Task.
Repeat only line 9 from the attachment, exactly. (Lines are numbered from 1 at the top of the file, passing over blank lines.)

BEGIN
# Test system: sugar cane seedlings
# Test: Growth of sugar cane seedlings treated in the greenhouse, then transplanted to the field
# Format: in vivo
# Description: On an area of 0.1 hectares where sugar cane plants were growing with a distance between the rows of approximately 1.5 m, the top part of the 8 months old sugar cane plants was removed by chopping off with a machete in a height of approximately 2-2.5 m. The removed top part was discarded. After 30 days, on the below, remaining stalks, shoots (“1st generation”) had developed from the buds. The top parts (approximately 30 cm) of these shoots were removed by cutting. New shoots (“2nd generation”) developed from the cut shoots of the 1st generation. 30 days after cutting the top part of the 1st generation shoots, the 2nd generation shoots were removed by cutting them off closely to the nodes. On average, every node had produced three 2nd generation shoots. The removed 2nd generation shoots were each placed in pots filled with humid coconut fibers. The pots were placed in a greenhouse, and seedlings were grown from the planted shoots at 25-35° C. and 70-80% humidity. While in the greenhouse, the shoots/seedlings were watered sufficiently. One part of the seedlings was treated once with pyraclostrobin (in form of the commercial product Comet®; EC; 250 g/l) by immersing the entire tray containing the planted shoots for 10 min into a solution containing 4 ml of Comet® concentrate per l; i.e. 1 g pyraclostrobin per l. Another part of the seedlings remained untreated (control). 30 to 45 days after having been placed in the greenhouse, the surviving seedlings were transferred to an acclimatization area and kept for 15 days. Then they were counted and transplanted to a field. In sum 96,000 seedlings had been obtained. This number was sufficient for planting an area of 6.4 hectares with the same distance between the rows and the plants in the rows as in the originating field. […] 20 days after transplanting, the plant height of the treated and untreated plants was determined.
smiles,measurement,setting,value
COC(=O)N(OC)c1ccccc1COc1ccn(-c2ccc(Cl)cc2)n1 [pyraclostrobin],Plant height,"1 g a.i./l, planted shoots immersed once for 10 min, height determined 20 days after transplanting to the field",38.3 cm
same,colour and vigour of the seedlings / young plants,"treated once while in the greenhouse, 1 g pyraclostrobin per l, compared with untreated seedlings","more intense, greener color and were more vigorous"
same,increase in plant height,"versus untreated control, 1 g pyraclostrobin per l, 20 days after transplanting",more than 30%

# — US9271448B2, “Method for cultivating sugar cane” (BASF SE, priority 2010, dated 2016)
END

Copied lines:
# — US9271448B2, “Method for cultivating sugar cane” (BASF SE, priority 2010, dated 2016)